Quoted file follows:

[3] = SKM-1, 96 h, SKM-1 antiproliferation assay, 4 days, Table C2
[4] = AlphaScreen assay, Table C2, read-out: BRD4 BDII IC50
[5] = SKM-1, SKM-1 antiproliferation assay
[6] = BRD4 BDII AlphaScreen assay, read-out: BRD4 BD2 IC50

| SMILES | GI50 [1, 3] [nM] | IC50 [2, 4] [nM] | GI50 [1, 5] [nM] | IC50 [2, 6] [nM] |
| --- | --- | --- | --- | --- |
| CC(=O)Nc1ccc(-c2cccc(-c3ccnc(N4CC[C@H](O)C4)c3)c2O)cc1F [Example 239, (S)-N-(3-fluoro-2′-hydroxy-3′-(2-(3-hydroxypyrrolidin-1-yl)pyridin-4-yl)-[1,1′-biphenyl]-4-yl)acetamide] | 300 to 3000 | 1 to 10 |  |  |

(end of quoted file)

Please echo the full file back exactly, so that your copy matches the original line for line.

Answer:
[3] = SKM-1, 96 h, SKM-1 antiproliferation assay, 4 days, Table C2
[4] = AlphaScreen assay, Table C2, read-out: BRD4 BDII IC50
[5] = SKM-1, SKM-1 antiproliferation assay
[6] = BRD4 BDII AlphaScreen assay, read-out: BRD4 BD2 IC50

| SMILES | GI50 [1, 3] [nM] | IC50 [2, 4] [nM] | GI50 [1, 5] [nM] | IC50 [2, 6] [nM] |
| --- | --- | --- | --- | --- |
| CC(=O)Nc1ccc(-c2cccc(-c3ccnc(N4CC[C@H](O)C4)c3)c2O)cc1F [Example 239, (S)-N-(3-fluoro-2′-hydroxy-3′-(2-(3-hydroxypyrrolidin-1-yl)pyridin-4-yl)-[1,1′-biphenyl]-4-yl)acetamide] | 300 to 3000 | 1 to 10 |  |  |